A study found that between 2000 and 2004, the rate of breast cancer diagnoses in white women between the ages of 50 and 70 went down, but this lower rate of diagnosis didn't happen in other ethnic groups. The rate of breast cancer diagnoses in Black women actually increased during the same time period.
Many doctors believe that a drop in the use of hormone replacement therapy (HRT) explains the drop in the rate of breast cancer diagnoses among white women. HRT is used to ease menopausal symptoms. HRT use decreased dramatically when research showed a link between HRT use and breast cancer.
Other research suggested that Black women didn't have the same drop in breast cancer rates as white women because breast cancer in Black women is biologically different than breast cancer in white women. This could mean that cancers in Black women are more aggressive and may be less affected by HRT.
This study addresses another possible reason why breast cancer rates in Black women didn't drop like they did in white women. The researchers found that though Black women were less likely to use HRT than white women, the Black women who did use HRT were more likely to keep using HRT even after HRT was linked to a higher risk of breast cancer. White women were more likely to stop using HRT once the link to breast cancer was reported.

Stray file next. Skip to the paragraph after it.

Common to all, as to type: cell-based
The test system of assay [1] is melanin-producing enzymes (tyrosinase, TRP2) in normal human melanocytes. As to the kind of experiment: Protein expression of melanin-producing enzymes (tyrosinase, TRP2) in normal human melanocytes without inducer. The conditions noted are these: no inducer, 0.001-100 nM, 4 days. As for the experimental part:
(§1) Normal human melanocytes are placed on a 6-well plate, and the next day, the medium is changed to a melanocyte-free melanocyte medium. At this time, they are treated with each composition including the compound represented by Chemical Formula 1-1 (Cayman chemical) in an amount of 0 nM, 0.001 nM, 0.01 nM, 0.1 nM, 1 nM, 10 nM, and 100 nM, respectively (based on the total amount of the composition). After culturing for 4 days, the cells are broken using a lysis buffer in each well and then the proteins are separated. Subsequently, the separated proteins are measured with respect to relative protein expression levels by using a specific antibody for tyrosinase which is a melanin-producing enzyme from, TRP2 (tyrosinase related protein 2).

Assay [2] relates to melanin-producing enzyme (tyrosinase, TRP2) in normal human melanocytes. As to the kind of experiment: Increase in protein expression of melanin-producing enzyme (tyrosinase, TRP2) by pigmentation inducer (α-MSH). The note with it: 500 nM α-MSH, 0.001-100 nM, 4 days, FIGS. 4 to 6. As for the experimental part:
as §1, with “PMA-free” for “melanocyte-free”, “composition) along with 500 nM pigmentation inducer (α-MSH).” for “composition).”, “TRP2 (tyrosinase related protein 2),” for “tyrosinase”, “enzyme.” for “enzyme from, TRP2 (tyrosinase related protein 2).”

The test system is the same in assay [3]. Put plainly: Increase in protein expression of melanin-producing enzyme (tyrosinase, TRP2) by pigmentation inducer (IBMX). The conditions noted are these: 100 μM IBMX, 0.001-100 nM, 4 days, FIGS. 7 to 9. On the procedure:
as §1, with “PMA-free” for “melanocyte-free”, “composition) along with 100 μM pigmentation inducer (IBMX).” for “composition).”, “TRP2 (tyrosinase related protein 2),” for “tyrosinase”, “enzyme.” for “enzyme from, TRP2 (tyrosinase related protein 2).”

It's likely that cancer biology differences AND HRT use differences are the reasons for the racial differences in the rates of breast cancer diagnoses in recent years. What's not clear is why Black women are more likely to keep using HRT. It might be that Black women are less likely to be told about the risks associated with using HRT. Other research has shown that Black women tend to get less optimal care compared to white women. Lack of information is just one way care can be less optimal.
Whatever your race, menopausal symptoms can reduce your quality of life. If you're having severe menopausal symptoms, you and your doctor have to weigh the benefits of HRT against the risks. If you're considering taking HRT, talk to your doctor about your options. Ask your doctor about the pros and cons of different types of HRT. Estrogen-only HRT appears to cause a lower increase breast cancer risk than combination HRT (which contains both estrogen and progesterone). Together, you and your doctor can decide if HRT or another treatment for menopause might be right for you.
If you do decide to take HRT, try to use it for the shortest time possible. One study found that breast cancer risk didn't go up when women took combination HRT for fewer than 3 years. While you're taking HRT, you also can take other steps:
- eating a healthy that's low in fat and full of fruits, vegetables, and whole grains
- maintaining a healthy weight
- exercising every day
that can lower your breast cancer risk. Regular breast self-exams, annual exams by your doctor, and routine mammograms also are very important during and after HRT to detect breast cancer early, when it's most treatable.